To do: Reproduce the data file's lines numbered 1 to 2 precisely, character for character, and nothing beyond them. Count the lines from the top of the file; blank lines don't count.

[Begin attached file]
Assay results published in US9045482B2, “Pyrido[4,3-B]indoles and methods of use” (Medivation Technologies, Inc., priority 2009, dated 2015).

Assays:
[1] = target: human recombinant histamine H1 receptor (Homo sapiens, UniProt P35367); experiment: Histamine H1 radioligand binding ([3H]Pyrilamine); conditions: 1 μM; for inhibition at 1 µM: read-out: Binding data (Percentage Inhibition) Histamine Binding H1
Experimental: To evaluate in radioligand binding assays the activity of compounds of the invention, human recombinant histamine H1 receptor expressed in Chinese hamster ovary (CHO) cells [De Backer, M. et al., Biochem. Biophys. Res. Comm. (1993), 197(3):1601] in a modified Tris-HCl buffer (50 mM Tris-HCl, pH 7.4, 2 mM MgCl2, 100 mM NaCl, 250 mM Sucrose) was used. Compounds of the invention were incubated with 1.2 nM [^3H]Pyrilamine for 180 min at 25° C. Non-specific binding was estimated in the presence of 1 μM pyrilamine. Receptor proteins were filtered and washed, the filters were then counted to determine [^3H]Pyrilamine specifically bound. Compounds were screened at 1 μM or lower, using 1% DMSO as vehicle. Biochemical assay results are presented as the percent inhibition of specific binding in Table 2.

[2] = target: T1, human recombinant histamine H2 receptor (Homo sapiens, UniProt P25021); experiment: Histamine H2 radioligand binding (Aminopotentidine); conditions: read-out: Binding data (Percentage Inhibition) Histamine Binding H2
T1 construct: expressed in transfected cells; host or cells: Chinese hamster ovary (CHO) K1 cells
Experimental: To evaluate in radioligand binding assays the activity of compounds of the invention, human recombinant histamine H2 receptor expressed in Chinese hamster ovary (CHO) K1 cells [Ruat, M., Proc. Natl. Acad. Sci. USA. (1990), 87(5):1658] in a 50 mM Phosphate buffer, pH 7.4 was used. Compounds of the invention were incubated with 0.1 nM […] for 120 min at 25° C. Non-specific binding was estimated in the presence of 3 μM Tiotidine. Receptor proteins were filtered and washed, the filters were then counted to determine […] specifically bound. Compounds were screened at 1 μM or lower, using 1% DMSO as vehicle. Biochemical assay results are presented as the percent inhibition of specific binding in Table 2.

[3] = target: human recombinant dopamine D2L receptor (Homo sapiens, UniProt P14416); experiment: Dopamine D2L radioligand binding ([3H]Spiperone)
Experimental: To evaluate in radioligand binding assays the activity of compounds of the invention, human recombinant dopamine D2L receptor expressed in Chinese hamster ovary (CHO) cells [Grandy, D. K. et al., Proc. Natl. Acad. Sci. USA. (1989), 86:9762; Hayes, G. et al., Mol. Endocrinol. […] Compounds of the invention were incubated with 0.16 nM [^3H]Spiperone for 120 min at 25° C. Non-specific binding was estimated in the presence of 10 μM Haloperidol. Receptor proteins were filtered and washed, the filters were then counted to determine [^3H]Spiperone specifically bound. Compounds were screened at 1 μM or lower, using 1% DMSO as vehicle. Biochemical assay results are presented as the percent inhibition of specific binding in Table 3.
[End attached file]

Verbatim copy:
Assay results published in US9045482B2, “Pyrido[4,3-B]indoles and methods of use” (Medivation Technologies, Inc., priority 2009, dated 2015).

Assays: